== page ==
The Pirates Of Smuggler's Cove: An Assassin's Creed Mystery

Assassin's Creed Odyssey

Thanks to the pandemic lockdown, I've had lots of extra free time to dump into a video game I've wanted to come back to playing for months, Assassin's Creed OdysseyACO is set during the era of Ancient Greece and sees the protagonist, Kassandra, wandering the Greek world doing all of the usual Assassin's Creed kinds of things.  This time around there is an evil Cult of Kosmos whose members are all hidden away across the land and their identities kept secret.  Over the course of the ninety hours I've spent so far in the game, I've managed to uncover most all of the cult members and eliminate them.  As the cult eradication sidequest starts to wrap up, I'm left to hunt cultists that aren't explicitly set in my path by the main story.  These last cultists are covertly hanging around Greece and I must uncover clues that will uncover their true identities so I can go finish them off.  Clues are acquired by slaying other cultists or, as I'm dealing with now, finding stray letters and memos hidden in unexpected places. 

I only need one more clue to uncover a specific villain and slay his portion of the cultist org chart, and the game helpfully tells me to search Smuggler's Cove in Achaia for the clue.  This should be easy enough.  For some reason, I expect pirates to be there.  I've been to enough places in Achaia that I've uncovered most all locations, but I don't remember seeing a Smuggler's Cove on the map.  That it's a cove is a giveaway that it's somewhere on a coastline, so I have Kassandra climb aboard her trusty fire horse of the damned (that's a long story) and I start riding my way around the Achaia coastline waiting to see which of the little inlets on the map is Smuggler's Cove.

Continue reading "The Pirates Of Smuggler's Cove: An Assassin's Creed Mystery" »


First Look At "CD Sonic" Was Impressive

CD SonicBack before the Internet turned video game news into a daily content-generating operation, fans had to get the latest information once a month through the magazines of the day.  In the early 1990s I was a subscriber to three of the big publications: Nintendo Power for my Nintendo needs, GamePro for strategy tips, and Electronic Gaming Monthly for glimpses of what was going on overseas.  EGM was very much a fan of Sega's 1991 Genesis release Sonic the Hedgehog, so much so that it felt as if every little Sonic tidbit that leaked out of Japan was worth at least one page of information.  All sorts of Sonic projects that never saw the light of day were mentioned in the magazine, but one that did make it out the door was Sonic CD for the Sega CD add-on.  The March 1993 issue of EGM showcased a first look at the game (known as CD Sonic at the time) with early screenshots and preliminary buzz about what to expect.  The Sonic the Hedgeblog Twitter account recently dug up that article and, let me tell you, it brought back a blast of memories.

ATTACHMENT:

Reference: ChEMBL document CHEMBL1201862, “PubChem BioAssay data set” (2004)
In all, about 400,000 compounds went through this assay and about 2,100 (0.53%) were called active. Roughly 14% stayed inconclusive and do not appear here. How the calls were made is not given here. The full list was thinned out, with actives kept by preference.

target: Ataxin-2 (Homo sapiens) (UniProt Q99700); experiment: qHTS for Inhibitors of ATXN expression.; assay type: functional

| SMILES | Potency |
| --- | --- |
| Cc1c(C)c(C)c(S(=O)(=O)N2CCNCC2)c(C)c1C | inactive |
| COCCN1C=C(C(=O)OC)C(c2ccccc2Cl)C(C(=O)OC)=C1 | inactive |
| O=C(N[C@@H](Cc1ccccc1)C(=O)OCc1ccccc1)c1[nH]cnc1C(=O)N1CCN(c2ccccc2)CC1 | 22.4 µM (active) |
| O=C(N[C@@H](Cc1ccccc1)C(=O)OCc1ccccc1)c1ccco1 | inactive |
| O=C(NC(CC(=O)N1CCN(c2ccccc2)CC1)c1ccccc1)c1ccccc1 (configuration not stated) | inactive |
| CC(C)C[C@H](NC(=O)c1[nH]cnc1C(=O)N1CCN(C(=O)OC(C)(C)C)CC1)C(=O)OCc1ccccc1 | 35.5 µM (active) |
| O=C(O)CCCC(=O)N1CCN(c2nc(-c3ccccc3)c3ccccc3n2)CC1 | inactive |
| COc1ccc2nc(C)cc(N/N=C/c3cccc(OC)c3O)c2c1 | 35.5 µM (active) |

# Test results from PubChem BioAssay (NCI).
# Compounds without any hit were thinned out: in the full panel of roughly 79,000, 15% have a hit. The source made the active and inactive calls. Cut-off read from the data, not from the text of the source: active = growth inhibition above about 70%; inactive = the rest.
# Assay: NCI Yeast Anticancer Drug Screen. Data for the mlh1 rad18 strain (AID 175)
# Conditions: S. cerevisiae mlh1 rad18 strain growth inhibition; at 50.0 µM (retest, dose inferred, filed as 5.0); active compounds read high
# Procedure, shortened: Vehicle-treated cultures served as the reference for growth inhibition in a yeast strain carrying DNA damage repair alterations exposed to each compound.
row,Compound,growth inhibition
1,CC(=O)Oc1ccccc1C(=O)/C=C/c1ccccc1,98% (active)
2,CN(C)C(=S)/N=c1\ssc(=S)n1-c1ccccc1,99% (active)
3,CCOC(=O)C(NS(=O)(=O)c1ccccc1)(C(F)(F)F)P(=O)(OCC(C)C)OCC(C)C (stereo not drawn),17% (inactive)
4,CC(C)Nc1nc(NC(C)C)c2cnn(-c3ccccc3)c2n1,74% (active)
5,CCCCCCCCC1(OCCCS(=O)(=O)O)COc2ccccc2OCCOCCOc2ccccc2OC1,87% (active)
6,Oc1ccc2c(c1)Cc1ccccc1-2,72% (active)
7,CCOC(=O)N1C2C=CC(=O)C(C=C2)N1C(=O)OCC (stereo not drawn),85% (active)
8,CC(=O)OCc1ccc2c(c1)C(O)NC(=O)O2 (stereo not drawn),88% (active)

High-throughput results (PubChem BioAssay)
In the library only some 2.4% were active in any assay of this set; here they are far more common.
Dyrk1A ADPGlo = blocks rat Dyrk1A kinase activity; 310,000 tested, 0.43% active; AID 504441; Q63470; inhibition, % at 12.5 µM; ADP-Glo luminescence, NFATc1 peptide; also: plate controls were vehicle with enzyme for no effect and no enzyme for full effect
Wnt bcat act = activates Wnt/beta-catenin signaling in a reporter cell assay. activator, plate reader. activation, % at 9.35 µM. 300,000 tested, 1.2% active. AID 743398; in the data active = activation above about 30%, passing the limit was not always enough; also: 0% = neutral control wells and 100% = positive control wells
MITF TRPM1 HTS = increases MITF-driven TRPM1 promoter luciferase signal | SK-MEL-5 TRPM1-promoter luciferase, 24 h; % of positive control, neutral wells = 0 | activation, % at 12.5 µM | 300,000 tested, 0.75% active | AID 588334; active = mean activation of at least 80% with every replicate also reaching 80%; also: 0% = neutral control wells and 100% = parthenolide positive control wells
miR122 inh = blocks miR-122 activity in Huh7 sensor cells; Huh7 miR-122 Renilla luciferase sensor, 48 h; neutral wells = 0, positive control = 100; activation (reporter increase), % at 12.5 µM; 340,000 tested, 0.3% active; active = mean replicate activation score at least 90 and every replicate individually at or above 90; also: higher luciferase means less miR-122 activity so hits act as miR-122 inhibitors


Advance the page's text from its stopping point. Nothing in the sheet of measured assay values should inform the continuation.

Seeing this coverage at the age of twelve made me feel for the first time that I might be missing out on something by owning only Nintendo consoles.  While I've never owned the Sega CD version of Sonic CD, I spent years trying to play the game on other platforms to mixed results.  I bought the Windows PC version of the game in 1996, but it was finicky and often crashed.  Emulating the Sega CD version on my PC all came down to the capability of the emulator and the horsepower of my computer.  The Nintendo GameCube version included in Sonic Gems Collection played decently enough, but it wasn't until the 2011 reworking of the game for iOS and the Sony PlayStation 3 that I finally felt like I could dig into the game the way it was meant to be played... and that wasn't even the original version of the game that the developers meant for us to play!  The online Sonic fan community has long since parsed through articles like these to discover the original source of the screenshots from early demo versions of the game. It's like getting closure on the rest of the story all these years later.